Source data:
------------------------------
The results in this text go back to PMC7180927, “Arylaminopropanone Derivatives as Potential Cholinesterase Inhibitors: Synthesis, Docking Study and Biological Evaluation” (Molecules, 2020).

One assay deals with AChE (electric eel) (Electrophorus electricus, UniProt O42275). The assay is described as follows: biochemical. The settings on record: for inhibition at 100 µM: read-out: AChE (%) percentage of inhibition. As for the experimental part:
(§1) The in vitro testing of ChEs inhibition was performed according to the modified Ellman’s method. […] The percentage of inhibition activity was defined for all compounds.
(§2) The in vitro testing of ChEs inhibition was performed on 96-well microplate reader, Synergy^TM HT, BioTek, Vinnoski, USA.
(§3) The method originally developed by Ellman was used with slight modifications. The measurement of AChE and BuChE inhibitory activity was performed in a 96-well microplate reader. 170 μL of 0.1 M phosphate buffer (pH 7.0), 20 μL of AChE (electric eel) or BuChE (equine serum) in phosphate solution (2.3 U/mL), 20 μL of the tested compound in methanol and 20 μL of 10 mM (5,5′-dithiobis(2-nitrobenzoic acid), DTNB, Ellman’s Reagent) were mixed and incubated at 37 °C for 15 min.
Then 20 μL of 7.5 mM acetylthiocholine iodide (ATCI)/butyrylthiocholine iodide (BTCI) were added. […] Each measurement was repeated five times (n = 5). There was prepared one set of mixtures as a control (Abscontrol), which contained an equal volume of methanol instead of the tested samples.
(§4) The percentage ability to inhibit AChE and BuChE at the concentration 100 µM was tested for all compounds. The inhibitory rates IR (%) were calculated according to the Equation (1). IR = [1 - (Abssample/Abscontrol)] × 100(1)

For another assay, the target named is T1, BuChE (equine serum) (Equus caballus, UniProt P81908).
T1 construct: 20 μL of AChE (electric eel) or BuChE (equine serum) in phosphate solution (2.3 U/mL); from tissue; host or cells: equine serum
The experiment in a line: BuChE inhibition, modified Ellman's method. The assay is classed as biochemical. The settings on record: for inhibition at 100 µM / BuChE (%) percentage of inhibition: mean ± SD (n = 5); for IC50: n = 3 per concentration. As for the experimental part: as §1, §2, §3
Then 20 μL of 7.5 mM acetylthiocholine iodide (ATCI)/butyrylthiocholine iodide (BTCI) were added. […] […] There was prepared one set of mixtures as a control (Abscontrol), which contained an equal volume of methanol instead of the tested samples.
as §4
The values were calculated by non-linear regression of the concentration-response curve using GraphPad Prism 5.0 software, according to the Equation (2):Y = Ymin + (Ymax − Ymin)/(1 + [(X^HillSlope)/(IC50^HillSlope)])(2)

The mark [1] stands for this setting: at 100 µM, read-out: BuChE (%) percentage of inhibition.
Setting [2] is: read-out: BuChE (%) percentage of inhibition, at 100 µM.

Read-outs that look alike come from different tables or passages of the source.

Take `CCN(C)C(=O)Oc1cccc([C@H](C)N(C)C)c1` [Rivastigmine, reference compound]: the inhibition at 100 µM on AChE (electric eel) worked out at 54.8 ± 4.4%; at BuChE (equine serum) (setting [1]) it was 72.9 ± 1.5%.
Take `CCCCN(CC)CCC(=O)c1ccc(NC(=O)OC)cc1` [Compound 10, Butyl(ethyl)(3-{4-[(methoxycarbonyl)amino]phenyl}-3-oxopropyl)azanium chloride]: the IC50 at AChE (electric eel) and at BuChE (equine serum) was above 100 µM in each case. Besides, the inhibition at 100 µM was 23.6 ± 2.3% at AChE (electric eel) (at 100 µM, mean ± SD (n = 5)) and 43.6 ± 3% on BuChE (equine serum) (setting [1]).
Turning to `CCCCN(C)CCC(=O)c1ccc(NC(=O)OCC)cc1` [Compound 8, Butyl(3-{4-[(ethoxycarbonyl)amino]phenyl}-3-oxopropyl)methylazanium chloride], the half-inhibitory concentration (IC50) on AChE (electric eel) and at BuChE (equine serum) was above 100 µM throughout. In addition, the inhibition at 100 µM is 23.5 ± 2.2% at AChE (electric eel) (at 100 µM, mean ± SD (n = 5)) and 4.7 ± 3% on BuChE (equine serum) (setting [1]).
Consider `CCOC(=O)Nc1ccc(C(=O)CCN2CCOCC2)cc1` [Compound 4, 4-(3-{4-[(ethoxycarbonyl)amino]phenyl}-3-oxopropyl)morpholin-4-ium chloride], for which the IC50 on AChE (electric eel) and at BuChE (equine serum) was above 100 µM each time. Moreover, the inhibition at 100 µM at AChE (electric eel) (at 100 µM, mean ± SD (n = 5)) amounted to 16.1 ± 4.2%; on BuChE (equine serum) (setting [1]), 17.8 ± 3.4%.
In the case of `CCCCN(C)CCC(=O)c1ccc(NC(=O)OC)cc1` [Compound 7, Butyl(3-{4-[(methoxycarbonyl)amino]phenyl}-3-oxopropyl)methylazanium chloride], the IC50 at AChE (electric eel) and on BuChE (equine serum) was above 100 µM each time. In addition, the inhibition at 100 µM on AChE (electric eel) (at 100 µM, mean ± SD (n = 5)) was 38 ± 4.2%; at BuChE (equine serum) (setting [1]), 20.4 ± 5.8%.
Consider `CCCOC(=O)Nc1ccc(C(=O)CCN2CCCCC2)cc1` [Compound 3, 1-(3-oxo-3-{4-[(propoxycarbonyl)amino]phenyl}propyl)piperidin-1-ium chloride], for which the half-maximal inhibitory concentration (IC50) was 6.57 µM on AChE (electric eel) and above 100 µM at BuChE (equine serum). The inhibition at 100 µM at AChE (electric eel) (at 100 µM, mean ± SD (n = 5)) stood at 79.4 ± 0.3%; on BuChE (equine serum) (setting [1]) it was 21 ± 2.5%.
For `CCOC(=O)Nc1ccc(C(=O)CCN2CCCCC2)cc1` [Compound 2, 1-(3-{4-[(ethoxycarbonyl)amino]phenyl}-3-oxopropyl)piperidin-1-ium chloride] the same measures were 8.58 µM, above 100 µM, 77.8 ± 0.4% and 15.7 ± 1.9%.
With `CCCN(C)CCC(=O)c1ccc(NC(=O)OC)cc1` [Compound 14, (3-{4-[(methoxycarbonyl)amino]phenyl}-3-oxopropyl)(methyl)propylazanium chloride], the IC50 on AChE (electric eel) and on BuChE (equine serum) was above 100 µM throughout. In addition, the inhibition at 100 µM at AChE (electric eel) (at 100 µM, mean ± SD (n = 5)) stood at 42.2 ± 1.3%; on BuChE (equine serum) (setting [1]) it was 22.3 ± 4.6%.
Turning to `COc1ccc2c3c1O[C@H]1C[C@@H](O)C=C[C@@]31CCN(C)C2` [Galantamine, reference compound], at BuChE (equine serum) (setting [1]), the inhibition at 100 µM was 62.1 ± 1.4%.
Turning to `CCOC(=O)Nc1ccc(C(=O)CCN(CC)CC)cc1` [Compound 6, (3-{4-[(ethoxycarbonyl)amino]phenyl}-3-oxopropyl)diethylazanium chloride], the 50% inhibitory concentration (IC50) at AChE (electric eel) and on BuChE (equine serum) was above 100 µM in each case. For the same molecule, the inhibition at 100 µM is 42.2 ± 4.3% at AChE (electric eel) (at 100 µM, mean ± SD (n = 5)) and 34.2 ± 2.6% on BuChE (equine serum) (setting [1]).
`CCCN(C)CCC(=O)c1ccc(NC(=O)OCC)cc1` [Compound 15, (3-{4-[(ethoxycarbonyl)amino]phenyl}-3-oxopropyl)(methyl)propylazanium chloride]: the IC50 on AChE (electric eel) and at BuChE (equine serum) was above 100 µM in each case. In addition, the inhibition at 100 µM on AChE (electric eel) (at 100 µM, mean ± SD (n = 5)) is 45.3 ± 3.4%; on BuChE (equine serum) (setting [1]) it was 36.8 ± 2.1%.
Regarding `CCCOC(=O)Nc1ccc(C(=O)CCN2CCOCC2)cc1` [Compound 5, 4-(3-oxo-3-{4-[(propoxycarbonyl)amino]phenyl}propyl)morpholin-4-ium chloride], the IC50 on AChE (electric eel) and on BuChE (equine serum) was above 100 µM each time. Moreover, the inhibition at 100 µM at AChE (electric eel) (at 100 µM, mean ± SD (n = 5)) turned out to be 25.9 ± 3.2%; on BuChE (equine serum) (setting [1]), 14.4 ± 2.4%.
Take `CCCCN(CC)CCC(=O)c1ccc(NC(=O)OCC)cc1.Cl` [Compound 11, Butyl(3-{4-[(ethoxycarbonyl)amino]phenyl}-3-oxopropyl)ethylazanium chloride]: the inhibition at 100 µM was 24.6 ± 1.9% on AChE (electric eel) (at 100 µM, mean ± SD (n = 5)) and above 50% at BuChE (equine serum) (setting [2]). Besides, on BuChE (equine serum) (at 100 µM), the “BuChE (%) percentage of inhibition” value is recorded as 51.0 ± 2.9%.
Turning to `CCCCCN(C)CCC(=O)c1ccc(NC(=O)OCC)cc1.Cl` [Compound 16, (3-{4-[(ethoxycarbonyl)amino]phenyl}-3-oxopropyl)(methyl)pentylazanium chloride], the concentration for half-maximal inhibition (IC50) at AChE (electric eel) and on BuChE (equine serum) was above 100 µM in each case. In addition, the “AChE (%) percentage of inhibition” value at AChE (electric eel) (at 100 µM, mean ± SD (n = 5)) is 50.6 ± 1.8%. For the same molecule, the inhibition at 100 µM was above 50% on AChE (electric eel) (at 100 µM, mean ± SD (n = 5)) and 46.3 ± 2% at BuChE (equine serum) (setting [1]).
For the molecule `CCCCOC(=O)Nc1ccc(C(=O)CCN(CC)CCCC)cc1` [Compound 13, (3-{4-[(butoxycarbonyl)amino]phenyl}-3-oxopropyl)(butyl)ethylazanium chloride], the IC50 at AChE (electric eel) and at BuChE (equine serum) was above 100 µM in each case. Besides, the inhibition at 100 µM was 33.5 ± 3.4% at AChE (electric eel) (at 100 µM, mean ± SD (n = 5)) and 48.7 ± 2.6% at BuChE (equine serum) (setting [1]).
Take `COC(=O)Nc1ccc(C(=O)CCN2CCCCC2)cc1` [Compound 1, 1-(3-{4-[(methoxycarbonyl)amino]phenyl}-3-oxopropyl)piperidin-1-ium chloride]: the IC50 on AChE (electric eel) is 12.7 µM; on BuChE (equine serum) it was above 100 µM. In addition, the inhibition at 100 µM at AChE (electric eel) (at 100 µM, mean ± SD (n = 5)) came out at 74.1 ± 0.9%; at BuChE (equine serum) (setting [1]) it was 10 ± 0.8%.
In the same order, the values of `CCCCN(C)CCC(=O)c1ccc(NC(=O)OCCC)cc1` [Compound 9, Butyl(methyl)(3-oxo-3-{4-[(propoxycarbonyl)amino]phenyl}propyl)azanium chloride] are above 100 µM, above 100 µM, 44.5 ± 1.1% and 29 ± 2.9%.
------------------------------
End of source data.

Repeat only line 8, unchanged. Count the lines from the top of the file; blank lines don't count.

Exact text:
For another assay, the target named is T1, BuChE (equine serum) (Equus caballus, UniProt P81908).